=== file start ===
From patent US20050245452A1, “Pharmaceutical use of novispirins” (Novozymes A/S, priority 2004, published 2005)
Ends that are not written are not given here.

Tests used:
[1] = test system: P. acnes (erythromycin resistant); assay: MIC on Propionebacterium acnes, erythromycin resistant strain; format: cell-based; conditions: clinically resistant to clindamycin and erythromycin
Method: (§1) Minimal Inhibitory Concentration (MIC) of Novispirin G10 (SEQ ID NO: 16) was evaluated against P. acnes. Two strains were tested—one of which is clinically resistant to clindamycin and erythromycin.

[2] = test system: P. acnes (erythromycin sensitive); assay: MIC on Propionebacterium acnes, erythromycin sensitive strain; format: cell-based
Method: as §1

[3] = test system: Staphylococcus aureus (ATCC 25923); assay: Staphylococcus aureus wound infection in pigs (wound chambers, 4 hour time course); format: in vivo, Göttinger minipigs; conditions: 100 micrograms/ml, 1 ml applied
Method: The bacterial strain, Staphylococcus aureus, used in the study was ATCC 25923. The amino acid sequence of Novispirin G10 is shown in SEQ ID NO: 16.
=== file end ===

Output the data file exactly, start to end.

From patent US20050245452A1, “Pharmaceutical use of novispirins” (Novozymes A/S, priority 2004, published 2005)
Ends that are not written are not given here.

Tests used:
[1] = test system: P. acnes (erythromycin resistant); assay: MIC on Propionebacterium acnes, erythromycin resistant strain; format: cell-based; conditions: clinically resistant to clindamycin and erythromycin
Method: (§1) Minimal Inhibitory Concentration (MIC) of Novispirin G10 (SEQ ID NO: 16) was evaluated against P. acnes. Two strains were tested—one of which is clinically resistant to clindamycin and erythromycin.

[2] = test system: P. acnes (erythromycin sensitive); assay: MIC on Propionebacterium acnes, erythromycin sensitive strain; format: cell-based
Method: as §1

[3] = test system: Staphylococcus aureus (ATCC 25923); assay: Staphylococcus aureus wound infection in pigs (wound chambers, 4 hour time course); format: in vivo, Göttinger minipigs; conditions: 100 micrograms/ml, 1 ml applied
Method: The bacterial strain, Staphylococcus aureus, used in the study was ATCC 25923. The amino acid sequence of Novispirin G10 is shown in SEQ ID NO: 16.